So we have a magic bullet here. A solution to the problem that could potentially end humanity. Surely no one in their right mind could be against that, right? Exactly. No one in their right mind.
The Abbott “government” have proven time and time again that they are NOT in their right minds. Far from it. In fact they are actively opposed to wind farms.
And why? Because they don’t like the way they look.
Because that’s an entirely legitimate reason to doom the entire world to destruction. Aesthetics.
Now I personally don’t have a problem with how wind farms look. I like them. All sleek and bright, they look like some pristine vision of a utopia where mankind has learned to live in harmony with the environment. To me they look like hope.
But even if they didn’t, I wouldn’t have a problem with it. If they were ugly as sin itself, I wouldn’t want them gone. If every arm on those windmills was a 40 meter high erect penis, just some tumescent cock, veined like a shillelagh, throbbing and spurting as they idly turned in the wind, I wouldn’t have a problem. Because if those dicks were what stood between having a world to live in and not, then rev up those cocks. It’s much, much prettier than the alternative.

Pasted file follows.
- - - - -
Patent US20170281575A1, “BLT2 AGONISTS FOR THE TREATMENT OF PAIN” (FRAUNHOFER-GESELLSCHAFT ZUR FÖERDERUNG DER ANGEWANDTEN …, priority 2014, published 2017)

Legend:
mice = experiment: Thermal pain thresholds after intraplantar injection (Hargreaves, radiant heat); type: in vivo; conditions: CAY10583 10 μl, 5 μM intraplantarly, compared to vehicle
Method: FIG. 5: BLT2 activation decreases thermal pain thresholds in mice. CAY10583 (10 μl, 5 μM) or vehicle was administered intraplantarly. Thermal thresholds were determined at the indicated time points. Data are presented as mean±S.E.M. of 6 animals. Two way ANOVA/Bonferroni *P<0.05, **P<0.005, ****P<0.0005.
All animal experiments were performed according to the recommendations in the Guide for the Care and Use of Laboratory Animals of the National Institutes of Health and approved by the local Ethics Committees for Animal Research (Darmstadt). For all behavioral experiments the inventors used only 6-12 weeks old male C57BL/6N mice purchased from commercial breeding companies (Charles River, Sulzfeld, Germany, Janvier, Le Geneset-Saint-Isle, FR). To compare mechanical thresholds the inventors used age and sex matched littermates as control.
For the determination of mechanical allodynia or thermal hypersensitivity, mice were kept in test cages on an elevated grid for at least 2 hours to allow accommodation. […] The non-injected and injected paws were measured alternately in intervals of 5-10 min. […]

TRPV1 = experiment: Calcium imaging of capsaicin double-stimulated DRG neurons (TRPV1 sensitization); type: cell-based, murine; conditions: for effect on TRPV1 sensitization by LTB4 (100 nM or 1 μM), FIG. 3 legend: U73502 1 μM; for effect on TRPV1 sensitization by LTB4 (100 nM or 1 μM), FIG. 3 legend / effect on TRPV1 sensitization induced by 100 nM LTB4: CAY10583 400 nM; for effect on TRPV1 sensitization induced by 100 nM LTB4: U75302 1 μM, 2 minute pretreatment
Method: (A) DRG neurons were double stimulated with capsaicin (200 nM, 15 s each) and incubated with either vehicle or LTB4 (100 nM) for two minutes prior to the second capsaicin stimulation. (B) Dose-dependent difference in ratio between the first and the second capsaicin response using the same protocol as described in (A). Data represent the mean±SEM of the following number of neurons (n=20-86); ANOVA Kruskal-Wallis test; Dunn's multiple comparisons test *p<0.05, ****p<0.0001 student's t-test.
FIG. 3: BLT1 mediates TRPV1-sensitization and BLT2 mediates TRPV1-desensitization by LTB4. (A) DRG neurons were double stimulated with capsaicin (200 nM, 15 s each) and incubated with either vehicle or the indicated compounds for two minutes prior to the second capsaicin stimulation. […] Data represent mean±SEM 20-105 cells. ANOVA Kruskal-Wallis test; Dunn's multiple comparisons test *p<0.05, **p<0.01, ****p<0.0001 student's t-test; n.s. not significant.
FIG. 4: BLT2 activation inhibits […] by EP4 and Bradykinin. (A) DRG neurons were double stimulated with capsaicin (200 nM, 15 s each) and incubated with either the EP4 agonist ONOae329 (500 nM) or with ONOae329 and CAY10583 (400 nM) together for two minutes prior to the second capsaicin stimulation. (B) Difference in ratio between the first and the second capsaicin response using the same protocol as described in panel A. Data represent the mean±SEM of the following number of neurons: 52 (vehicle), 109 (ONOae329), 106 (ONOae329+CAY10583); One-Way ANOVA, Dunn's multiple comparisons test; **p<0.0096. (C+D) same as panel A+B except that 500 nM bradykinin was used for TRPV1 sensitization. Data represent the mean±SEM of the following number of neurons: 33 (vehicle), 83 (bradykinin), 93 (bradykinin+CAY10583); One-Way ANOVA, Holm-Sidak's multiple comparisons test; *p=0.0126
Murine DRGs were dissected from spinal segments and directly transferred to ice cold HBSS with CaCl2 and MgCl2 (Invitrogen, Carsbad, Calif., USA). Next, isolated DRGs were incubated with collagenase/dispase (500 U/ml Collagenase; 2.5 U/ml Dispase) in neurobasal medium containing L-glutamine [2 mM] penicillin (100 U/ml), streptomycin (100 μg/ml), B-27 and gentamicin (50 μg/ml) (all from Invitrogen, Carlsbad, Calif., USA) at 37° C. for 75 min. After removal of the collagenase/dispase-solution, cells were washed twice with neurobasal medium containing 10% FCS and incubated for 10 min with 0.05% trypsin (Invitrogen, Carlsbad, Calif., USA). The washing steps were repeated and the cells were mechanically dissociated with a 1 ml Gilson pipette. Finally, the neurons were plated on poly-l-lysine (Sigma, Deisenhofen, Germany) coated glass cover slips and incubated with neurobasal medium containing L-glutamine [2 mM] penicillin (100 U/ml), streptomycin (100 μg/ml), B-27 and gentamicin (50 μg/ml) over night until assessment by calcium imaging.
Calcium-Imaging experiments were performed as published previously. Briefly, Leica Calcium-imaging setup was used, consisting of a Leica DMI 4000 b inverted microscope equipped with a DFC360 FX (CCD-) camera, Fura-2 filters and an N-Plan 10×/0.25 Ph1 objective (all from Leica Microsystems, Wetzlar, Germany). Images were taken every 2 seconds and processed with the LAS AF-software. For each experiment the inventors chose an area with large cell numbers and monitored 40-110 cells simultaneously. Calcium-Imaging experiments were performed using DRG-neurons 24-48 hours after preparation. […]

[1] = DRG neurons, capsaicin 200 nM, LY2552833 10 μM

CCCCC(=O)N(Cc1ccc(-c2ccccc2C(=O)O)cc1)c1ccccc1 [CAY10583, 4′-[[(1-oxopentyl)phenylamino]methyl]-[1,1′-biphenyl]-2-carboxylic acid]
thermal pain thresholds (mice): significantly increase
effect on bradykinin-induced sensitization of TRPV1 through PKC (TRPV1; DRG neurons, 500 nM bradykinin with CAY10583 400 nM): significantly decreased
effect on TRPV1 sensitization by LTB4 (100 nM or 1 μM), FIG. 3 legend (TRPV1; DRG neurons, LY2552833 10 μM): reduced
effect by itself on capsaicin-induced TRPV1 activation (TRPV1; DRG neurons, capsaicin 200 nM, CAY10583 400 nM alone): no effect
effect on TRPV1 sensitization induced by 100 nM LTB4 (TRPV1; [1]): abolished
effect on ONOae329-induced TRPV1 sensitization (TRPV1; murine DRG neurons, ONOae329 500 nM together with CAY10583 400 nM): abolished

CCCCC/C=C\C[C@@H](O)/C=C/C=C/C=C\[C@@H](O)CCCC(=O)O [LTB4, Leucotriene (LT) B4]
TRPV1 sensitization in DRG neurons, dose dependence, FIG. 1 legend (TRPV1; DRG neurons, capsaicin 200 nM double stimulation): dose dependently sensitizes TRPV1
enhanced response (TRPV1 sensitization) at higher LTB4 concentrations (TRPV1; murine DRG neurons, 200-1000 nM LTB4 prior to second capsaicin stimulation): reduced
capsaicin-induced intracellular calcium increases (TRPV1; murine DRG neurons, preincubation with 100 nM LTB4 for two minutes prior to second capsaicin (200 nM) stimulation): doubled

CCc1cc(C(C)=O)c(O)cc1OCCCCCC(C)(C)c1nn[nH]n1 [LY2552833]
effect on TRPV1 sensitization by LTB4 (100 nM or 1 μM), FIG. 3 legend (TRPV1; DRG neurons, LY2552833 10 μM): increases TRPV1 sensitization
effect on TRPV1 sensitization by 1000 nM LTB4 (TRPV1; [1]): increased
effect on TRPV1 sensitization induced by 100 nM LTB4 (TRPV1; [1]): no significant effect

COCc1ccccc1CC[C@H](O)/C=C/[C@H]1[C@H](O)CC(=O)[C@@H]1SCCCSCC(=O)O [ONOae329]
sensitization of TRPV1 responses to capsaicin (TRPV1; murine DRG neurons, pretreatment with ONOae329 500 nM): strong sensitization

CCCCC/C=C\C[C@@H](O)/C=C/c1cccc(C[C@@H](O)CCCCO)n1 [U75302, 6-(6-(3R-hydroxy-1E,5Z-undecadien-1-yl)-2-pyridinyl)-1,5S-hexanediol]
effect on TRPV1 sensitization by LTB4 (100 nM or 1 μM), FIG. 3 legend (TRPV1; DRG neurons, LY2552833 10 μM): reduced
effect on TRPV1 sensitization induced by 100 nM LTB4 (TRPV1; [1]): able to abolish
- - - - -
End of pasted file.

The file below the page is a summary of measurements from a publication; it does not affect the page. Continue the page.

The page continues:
It’s all about the bigger picture. The long game.
Which brings me back to Don Quixote. What we have here is a prime minister who is quite literally, quixotic. He is, in a very real sense, tilting at windmills. So mired in the grip of his own fantasies that he has lost sight of reality.
For 400 years Don Quixote has been a label for someone who has taken leave of their senses. Someone who has become so lost in the pursuit of their own gains that they have become insane. A term for someone engaged in a “vain effort against confabulated adversaries for a vain goal”.
The tale of Don Quixote is equal parts dark comedy and tragedy, a cautionary tale of the perils of suspending rational discourse in the pursuit of personal ideology. It was never meant to be an instructional playbook in how a 21st century government can put their fingers in their ears and ignore the fate of the world in their own pursuit of mammon, lost, as it were, in La Mancha.
“I don’t see how you could be righting wrongs…because you’ve turned me from right to wrong, leaving me with a broken leg.”